The Great Experiment: Grocery Shopping

This week I decided to take local food for a spin. I wanted to test out if I could shift my grocery shopping and thus, my food intake to locally farmed, sustainable choices. I figured, if I, the girl who orders one slice of pizza for delivery, can make an effort to shop for some locally farmed goods, anyone can. For me, this means going through Union Square’s GreenMarket instead of my usual option, Trader Joe’s. So, on Saturday morning, bright and early, for two weeks in a row, I trekked 14 blocks to the market, hoping to get there early and get my first pick. Turns out, that was a great idea because when I got to the poultry stand, there was only ONE chicken breast left… more on that later. To give you an idea, here is what my typical grocery list looks like:

Breakfast Dinner Misc
Greek yogurt ($4/$3.49) Chicken ($9.90/$5) Soy Milk
Granola ($8.49/$2.99) Pita Bread  Cold Brew
Eggs ($5/$4.30) Onion ($0.60/$0.69)
Hummus / Tahini

This week, I was making chicken and pita wraps for my dinner (for lunch, I have a meal replacement shake, so I don’t have to worry about that.) I noted all of the items I was able to find at the farmer’s market that I bought and was happy with the swap. Most were a little bit more $$, but not too extreme, with granola being the exception. I also noted in yellow, the chicken I bought because it was nearly TEN dollars for one. This seemed crazy to me since I’m used to buying whole chickens for around $5-$10. And then there were the things that I just couldn’t find any reasonable replacement at the farmer’s market, so I had to go to Trader Joe’s after and pick those up. I was open to change (i.e. coffee grounds instead of cold brew or chickpeas instead of hummus) but I couldn’t even find those things.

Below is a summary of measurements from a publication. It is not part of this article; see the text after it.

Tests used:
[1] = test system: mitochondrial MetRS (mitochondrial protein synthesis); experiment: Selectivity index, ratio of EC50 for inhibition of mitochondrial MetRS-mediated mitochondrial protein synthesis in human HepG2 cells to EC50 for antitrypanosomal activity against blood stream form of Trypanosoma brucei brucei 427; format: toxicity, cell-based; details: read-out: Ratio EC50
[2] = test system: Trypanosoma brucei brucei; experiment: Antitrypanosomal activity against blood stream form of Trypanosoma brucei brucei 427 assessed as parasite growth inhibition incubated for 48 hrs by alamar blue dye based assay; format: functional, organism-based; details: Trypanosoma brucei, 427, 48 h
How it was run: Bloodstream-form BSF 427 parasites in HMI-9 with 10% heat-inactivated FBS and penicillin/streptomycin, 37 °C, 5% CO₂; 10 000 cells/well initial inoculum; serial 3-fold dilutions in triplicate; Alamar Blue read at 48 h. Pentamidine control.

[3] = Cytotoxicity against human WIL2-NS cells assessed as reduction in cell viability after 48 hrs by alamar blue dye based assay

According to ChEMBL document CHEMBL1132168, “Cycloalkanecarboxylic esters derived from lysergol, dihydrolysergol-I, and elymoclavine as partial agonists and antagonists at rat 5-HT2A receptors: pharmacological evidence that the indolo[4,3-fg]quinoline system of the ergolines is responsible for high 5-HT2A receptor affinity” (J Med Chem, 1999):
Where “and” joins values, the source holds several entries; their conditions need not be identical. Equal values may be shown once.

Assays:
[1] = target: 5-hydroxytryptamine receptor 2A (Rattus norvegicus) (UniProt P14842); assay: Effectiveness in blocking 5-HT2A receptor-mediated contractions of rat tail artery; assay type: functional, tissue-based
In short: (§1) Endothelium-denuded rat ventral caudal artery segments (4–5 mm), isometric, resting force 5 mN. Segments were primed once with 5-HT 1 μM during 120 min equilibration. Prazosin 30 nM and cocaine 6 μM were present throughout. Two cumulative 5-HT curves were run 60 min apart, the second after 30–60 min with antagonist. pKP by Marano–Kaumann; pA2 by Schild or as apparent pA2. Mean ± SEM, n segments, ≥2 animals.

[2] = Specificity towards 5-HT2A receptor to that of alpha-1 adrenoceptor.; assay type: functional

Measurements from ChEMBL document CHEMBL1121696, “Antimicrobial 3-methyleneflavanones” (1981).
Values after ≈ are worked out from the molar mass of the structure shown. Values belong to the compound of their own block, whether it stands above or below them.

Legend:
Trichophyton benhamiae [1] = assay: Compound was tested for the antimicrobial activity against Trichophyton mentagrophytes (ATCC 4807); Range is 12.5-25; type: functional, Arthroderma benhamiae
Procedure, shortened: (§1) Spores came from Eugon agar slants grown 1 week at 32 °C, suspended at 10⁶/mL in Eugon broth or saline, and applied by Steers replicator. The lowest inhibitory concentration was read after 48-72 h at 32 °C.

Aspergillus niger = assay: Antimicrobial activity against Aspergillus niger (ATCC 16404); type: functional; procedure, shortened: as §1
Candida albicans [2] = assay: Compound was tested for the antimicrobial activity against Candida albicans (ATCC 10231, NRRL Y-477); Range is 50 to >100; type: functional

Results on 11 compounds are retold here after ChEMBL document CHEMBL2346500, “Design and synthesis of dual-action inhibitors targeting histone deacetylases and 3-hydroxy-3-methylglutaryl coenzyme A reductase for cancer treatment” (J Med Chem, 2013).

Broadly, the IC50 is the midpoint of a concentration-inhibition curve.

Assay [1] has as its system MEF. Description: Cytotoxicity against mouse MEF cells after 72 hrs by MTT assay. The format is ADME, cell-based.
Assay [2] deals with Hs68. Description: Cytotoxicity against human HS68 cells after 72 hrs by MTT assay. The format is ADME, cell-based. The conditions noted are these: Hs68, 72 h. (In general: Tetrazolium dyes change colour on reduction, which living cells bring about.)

A sad portrait of my weekly bumper-cart marathon at Trader Joe’s.

I did this 2 weeks in a row (last week’s meal was taco salad) and both times, I could only get about half of my list at the farmer’s market. So the answer to the question: can you shop 100% local with your current eating habits? is a resounding NO. My weekly grocery budget is about $50, keeping in mind that I also spend some money on going out to eat (approx. $20-$50 per week. According to the United States Department of Agriculture, the average food budget for 1 person per month in the United States is approximately three hundred one dollars ($301). This comes out to approximately $10 per day or $70 per week. So, my grocery budget is pretty representative of the median and if I have trouble affording farmer’d market prices, the bottom 50% percentile definitely has trouble with the prices. The availability simply isn’t there and if you ask me, it’s too  much effort to shop at 2 places every week, so I would probably only do it occasionally. I’d call myself a fair-weather market-goer. However, there were definitely people there who walked away with 2 large canvas bags full of what looked like their weekly shop. I like to think that I cold be that person, but being limited to the available squash, zucchini and $47,000 chicken options doesn’t seem plausible to me. Now what?

This week, I photographed my shopping experience for my website. Let’s be honest, taking photos of a farmer’s market is easy as pie (get it? pie?). Everything is colorful and neatly arranged, so the photo composition is already there. So, in that sense, I had a great subject to shoot for my project.


Here’s a pretty pumpkin preview pic. Yay Autumn!

I found that when it came to editing my photos, I didn’t really want to manipulate them much. (My high school photography teacher taught us to shoot as if photoshop doesn’t exist.) I bumped up the contrast and saturation a little and cropped here and there, but there was no point in doing a full retouch, because the imperfections in the images are what make them unique.

So, I decided to flex my photoshop muscles elsewhere and create a header image/symbol for my website. I wanted to capture the idea of hunting and gathering for food (or shopping in our case) using symbols, so I chose an arrow and a fork. To me, this also symbolizes the changes over time in how we obtain and consume food, moving from a bow and arrow method, to modern day when the only tool we need is a fork. I also used a circle because it sort of looks like a plate but also because there are so many aspects of the food system that come into play in my ecology and in my head, that looks like a circle.


What do you guys think?